Economics » Centre College Directory
Use the directory below to search for contact information relevant to the Centre community. Should you not find the necessary information, please contact us using the main number listed below.
The main telephone number for Centre College is 859.238.5200. Calls to this number will be routed to the appropriate extension. In an after-hours emergency, call 859.236.4357.
600 West Walnut Street
Danville, KY 40422
8:30 a.m. – 4:30 p.m. (Closed from noon to 1 p.m. for lunch)
Monday – Friday, excluding College holidays
David A. Anderson came to Centre College in 1992, and was named the Blazer Professor of Economics in 2001. He holds a B.A. degree from the University of Michigan, and M.A. and Ph.D. degrees from Duke University.
Dr. Anderson has expertise in the economics of law, crime, and the environment. He has also published scholarly articles on futures markets, ARCH models, marriage, social insurance, classroom technology, instructional evaluation, childbirth, and dispute resolution, among other topics. His 12 books cover the topics of dispute resolution, environmental economics, active learning, and introductory economics.
Dr. Anderson’s consulting work includes economic impact studies and expert witness testimony on the value of life and lost earnings.
File last updated: 5/2/13
EXPERT: Economics of law, crime, or the environment — The diminishment of fathers — Deterrent effects of crime and capital punishment — Sources of the solid waste problem — The dating process
Grant-supported research on legal policy, dispute resolution, environmental economics, and the economics of crime. To read about Anderson’s recent speaking engagement on the economics of crime, click here. See personal Web page for a list of 25 articles and books. Student-assisted research includes studies of the aggregate burden of crime, new settlement-encouraging legal rules, the sources of our solid waste problem, and innovative teaching, active learning, and evaluation systems.
Robert J. Brownlee is professor emeritus of economics at Centre College, where he has taught since 1978. He had prior teaching experience at Kalamazoo College in Michigan.
Brownlee has special expertise in economic issues facing developing countries, and he spent a year in Uganda researching that country’s developing economy. More recently, Brownlee has done work in the economics of tourism in Mexico (1993, 2000), in Ecuador (1997, 2000), and in Fiji/Tonga/Samoa, including visits to remote rainforests. Brownlee and Centre students have investigated the question of whether developing areas could find a way to establish sustainable economic development without total disruption of their native lifestyles.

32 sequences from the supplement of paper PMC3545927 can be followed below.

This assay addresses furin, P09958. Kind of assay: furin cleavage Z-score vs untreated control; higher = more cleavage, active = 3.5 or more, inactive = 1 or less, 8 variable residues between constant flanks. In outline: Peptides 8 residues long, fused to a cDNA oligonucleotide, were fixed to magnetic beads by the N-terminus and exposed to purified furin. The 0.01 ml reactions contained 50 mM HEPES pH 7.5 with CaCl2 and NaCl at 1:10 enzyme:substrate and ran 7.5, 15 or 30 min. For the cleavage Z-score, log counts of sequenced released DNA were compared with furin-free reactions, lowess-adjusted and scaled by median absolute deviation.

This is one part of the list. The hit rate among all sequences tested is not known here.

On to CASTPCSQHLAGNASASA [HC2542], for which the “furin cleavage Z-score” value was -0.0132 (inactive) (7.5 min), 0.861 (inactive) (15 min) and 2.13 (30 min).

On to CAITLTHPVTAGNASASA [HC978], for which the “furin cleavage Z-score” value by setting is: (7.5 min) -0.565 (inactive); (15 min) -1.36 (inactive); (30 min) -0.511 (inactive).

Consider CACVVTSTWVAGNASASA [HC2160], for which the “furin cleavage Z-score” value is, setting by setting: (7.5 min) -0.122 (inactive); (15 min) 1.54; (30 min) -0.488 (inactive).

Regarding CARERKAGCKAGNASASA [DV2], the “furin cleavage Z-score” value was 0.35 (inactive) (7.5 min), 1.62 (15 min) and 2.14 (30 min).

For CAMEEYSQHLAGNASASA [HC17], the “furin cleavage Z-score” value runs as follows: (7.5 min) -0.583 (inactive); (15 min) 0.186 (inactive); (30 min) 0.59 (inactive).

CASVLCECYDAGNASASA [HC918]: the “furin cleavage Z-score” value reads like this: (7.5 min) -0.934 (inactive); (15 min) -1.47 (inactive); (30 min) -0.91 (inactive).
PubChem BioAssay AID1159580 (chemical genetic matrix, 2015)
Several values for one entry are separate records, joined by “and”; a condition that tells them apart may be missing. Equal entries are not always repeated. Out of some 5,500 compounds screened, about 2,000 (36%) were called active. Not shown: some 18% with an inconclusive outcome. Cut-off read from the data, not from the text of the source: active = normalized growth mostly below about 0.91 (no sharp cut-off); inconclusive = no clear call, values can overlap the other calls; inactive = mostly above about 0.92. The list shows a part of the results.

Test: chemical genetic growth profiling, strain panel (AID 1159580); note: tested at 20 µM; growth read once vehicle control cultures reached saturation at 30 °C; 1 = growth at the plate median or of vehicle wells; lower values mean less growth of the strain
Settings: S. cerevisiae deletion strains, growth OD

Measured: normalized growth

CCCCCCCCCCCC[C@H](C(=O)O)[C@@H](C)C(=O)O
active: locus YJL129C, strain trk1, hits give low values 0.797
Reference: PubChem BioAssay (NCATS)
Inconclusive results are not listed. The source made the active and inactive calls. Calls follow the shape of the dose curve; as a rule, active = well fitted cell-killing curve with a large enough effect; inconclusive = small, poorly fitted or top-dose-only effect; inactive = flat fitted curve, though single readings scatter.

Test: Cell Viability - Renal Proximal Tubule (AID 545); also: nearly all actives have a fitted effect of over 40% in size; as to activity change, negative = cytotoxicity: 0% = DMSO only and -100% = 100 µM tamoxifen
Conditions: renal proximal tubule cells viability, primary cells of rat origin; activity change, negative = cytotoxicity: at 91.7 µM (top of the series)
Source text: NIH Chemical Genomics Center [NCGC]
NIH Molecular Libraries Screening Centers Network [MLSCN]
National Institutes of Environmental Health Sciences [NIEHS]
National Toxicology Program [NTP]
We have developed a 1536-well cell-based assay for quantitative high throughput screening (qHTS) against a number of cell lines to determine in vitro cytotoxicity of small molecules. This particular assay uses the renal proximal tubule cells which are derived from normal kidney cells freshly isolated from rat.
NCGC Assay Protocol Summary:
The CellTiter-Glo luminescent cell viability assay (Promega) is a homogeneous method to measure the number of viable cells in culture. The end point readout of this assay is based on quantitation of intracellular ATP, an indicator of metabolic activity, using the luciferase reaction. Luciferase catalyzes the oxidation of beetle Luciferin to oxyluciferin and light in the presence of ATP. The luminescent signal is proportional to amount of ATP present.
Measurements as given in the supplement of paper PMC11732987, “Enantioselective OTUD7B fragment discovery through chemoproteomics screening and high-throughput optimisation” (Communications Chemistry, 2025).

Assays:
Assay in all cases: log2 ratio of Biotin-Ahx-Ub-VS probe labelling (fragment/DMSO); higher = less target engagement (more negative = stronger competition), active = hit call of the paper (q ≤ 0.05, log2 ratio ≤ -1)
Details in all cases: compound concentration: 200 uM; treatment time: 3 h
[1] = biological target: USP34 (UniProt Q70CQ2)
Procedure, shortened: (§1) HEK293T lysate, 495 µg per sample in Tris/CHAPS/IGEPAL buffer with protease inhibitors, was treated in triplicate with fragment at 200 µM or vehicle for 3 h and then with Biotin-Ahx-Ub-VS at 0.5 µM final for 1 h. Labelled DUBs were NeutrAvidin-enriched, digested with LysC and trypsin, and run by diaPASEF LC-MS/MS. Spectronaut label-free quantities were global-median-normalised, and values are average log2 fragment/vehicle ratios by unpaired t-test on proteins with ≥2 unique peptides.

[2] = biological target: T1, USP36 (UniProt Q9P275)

Brownlee’s professional activities while at Centre have emphasized consulting to legal firms dealing with foregone future earnings cases.
Brownlee has a B.A. from the University of Wisconsin Madison and holds a Ph.D. from Syracuse University.
File last updated: 5/2/13
Michael Fabritius is a professor of economics. Prior to joining Centre’s faculty in 2006, he was McBryde Professor of Finance and Economics at the University of Mary Hardin-Baylor.
Dr. Fabritius’ scholarly interests include savings and loan industry, economic history, money and banking, and economic education. He has published articles and book chapters on such subjects as “An Evaluation of the Life Cycles of Education Supporting Lotteries,” in Public Finance Review and “The Changing Quality of Business Education,” in Economics of Education Review.
He received a B.A. in economics from S.U.N.Y—Fredonia, a master’s in economics from New Mexico State University, and a Ph.D. from the University of Texas.
File last updated: 5/2/13
Charles Hokayem joined Centre in 2014 as visiting assistant professor of economics.
Hokayem regularly teaches courses in econometrics, math methods for economists, and financial economics. His recent research focuses on the low income population and the importance of survey nonresponse in measuring poverty and inequality. Prior to joining Centre, Hokayem was an economist in the Social, Economic, and Housing Statistics Division at the US Census Bureau. Hokayem has also held positions at RTI International and the Federal Reserve Bank of St. Louis. He has published his research in journals such as Economics and Human Biology and the Journal of the American Statistical Association.
He earned a B.S. in economics and mathematics from Centre, an M.S. in economics from the University of Wisconsin-Madison, and a Ph.D. in economics from the University of Kentucky.
Bruce K. Johnson is the James Graham Brown Professor of Economics at Centre College, a title he has held since 1992. He joined the college faculty in 1987.
He teaches econometrics, a subject in which he is contributing author for the current (7th) edition of a leading undergraduate textbook, Using Econometrics: A Practical Guide, by A.H. Studenmund. He will be co-author for the 8th and subsequent editions. He also regularly teaches core courses in economic principles and microeconomics and has taught a wide array of field courses, including industrial organization, urban economics, and the economics of sports.
His articles and reviews have been published in academic journals including, among others, Contemporary Economic Policy, Economic Inquiry, Southern Economic Journal, and Journal of Sports Economics, and in book chapters published by Oxford University Press, the Brookings Institution, Syracuse University Press, and others.
He is best known for his research using contingent valuation surveys to estimate the value of civic pride and other public goods sports produce for their communities, filling an important gap in our understanding of public policy issues surrounding subsidies to teams, athletes, and stadiums.
Reporters from media outlets around the nation regularly seek his views on sports economics topics. He has been interviewed by such organizations as ABCNews.com, CNNMoney.com, the Los Angeles Times, the Christian Science Monitor, the Sacramento Bee, the St. Louis Post-Dispatch, and other newspapers on such topics as stadium economics, antitrust and sports, baseball labor strife, the economics of horse racing, and more.